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bearing classification
2

bearing classification

bearing classification

(OP)
Is there an international system for bearing classification? I am trying to identify some needle roller bearings in an assembly as part of my degree studies.
I presume that a manufacturer would buy in bearings rather than make them in house, and I presume that these bearings are made to set sizes rather than being bespoke for every job? I have found various British Standards which describe the sizing of bearings but nothing which classifies them, nothing which gives them a name!
I know this is a really obvious question, and is probably something which is just taken for granted in industry, but could someone please tell me, how are bearings classified!

RE: bearing classification

I have had some experience with bearings in the past. There are many different types of bearings. (IE-ball, taper, single, double, needle, shielded, clutch, lock, slip,) to name a few.  They come in different sizes, Length, inside and outside diameters, as well as materials.  All manufactures have there on bearing numbers but most are ASA or Metric.  Try going to a Powertransmission store, they can give you catalogs on different types and sizes. Try this site www.powertransmission.com/ Good Luck

RE: bearing classification

I have had some experience with bearings in the past. There are many different types of bearings. (IE-ball, taper, single, double, needle, shielded, clutch, lock, slip,) to name a few.  They come in different sizes, Length, inside and outside diameters, as well as materials.  All manufactures have there on bearing numbers but most are ASA or Metric.  Try going to a Powertransmission store, they can give you catalogs on different types and sizes. Try this site www.powertransmission.com/ Good Luck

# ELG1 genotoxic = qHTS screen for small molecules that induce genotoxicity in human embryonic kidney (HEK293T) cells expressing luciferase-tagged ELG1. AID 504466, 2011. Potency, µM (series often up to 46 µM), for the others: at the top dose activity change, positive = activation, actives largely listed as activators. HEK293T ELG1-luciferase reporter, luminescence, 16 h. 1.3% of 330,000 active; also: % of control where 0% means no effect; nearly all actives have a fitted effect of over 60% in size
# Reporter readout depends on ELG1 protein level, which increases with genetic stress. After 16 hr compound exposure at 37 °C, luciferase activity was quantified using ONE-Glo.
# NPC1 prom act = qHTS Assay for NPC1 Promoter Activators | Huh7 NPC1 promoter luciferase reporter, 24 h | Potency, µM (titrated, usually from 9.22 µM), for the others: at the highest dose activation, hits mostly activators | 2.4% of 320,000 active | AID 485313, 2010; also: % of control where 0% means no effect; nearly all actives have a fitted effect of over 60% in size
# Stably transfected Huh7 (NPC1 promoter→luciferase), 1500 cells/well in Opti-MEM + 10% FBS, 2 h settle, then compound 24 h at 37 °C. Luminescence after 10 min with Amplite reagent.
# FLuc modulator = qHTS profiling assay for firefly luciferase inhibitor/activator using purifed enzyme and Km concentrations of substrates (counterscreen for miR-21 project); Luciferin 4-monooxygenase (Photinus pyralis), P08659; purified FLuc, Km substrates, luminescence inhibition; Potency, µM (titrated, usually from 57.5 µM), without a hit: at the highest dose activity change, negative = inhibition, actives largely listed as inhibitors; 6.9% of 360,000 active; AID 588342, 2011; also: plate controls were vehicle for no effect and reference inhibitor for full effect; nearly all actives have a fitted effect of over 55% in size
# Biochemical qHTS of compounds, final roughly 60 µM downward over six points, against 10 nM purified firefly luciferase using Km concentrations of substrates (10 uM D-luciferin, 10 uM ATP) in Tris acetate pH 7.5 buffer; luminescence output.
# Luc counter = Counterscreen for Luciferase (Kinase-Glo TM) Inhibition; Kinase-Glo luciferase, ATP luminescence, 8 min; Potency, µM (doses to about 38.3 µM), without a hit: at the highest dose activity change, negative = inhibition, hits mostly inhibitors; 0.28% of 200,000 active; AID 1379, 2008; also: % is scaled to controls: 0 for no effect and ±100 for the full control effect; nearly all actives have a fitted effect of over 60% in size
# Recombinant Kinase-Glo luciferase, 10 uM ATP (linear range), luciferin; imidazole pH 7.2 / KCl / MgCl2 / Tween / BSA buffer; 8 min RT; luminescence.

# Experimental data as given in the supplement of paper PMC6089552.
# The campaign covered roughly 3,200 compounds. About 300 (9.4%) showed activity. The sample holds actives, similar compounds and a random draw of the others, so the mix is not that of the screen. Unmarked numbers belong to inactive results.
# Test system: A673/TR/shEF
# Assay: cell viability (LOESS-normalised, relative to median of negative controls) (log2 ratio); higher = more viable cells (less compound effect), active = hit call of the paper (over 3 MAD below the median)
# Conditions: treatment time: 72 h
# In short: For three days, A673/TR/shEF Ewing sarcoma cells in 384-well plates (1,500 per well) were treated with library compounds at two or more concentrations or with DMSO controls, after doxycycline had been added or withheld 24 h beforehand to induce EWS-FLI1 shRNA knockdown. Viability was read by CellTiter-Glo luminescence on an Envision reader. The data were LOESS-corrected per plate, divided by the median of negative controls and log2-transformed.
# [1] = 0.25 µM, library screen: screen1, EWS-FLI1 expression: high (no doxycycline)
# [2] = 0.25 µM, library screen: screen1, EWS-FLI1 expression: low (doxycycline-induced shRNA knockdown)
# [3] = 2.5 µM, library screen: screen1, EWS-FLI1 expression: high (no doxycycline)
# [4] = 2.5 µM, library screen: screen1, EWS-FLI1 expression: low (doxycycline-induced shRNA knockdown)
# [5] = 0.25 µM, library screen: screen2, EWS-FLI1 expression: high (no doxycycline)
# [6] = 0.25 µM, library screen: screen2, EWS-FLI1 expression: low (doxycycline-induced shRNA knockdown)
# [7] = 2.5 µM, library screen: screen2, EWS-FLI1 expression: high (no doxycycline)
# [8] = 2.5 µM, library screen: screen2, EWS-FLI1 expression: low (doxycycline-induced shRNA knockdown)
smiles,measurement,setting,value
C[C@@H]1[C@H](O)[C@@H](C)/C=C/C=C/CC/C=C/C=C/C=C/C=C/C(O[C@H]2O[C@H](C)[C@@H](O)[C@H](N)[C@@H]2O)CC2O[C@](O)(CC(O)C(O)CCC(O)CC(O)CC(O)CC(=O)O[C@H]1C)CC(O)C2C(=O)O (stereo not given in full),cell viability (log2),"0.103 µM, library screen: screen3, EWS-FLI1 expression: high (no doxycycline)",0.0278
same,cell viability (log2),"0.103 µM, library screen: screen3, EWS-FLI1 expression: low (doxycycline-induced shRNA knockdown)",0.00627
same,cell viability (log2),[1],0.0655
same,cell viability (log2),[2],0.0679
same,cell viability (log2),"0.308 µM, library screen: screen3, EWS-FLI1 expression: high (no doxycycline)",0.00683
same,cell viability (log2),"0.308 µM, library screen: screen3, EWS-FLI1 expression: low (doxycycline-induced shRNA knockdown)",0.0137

RE: bearing classification

Bearings are classified. You can find charts in all good design books.

Most used bearings are manufactured by SNR and SKF (worldwide leader me think)

SKF offers an online catalogue that you may see at that address : http://www.skf.com

SNR ownes a website too : http://www.snr.fr/GB/GBPAGES/SOMBASE.HTM

I don't think they got any online catalog there, but you may ask them in the contact section.

Hope it may help.

If needed, you can email me.

FrenchCAD
Université Joseph FOURIER
Département Génie Mécanique
Grenoble - France
cyril.guichard@wanadoo.fr

RE: bearing classification

There is an ABEC classification for bearings.  ABEC 1, ABEC 3, ABEC 5.  I think this just governs the tolerances that the bearings are built to rather than the type.  Ask a kid on rollerblades or on a skateboard!  They know all about the bearings in their skates and their classifications!

RE: bearing classification

There is a international standard for bearings. For cup needle roller bearings it is ISO 3245-1974, and for needle roller bearings it is ISO 1206-1982 and ISO 15-1981.
These norms are about the dimensions.

Like French said, SKF is one of the world leaders, try to get a hold of a general catalogue and you will find most types. There is a description of the ISO Dimension plans and the coding contains the Diameter series, the dimension series and the width series.

Most Manufactures will have a coding system close to SKF, and every good shop has cross reference books for interchangebility of brands.

Steven van Els
SAvanEls@cq-link.sr

RE: bearing classification

Yes, the bearings are pretty good standardized, as mentioned above. If you look for roller or needle bearings, then the catalogs from Torrington (USA) or INA (Germany) can be also usefull. Do not forget other companies - NSK (Japan) and many others. But the classic one is the SKF. All of these companies operate world-wide.
gearguru

RE: bearing classification

Yes,
There are classifications and many type of bearings,
Tapered Roller Bearings, Ball Bearings, Conrad style
Ball Bearings, Needle Bearings and these are often
further divided into thrust bearing, radial bearings,
or combination bearings which handle both thrust, radial
an momemt loads.  Some are slim line types with very
thin cross sections, and others are heavy duty and may
have bolt holes drilled in them to mount them, some are
pressed on a shaft.  Probably more information than
you need.

Bearing Inc. puts out a catalogue and has many of
the different companies products.  They also have
listed products which supplement bearings like pinions, belts, timing belts, collars, grease, etc.
If you look in Thomas Register, you will also find different types listed there.
i.e. plastic, steel, airfilm, some which are nothing
more than bushings.  

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